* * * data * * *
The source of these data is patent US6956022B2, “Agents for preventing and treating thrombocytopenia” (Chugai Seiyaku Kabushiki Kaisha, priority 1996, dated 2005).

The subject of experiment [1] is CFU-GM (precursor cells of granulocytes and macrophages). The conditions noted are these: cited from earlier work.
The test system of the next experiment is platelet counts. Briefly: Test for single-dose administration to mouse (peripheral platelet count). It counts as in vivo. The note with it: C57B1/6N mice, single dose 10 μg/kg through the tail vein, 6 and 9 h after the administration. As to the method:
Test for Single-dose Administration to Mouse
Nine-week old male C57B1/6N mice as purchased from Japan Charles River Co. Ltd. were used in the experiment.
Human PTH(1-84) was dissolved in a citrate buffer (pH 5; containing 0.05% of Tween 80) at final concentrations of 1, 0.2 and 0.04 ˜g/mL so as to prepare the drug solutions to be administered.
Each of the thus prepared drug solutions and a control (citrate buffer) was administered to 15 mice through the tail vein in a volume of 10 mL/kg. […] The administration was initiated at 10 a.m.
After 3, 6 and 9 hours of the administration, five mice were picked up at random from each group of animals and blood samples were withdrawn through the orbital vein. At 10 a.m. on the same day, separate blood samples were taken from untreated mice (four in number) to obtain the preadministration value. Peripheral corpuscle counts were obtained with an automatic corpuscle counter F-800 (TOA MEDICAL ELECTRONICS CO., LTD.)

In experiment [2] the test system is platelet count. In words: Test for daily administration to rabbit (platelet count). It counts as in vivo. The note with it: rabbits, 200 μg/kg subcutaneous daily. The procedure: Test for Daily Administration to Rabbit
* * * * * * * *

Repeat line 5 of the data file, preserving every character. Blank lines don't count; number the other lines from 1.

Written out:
Nine-week old male C57B1/6N mice as purchased from Japan Charles River Co. Ltd. were used in the experiment.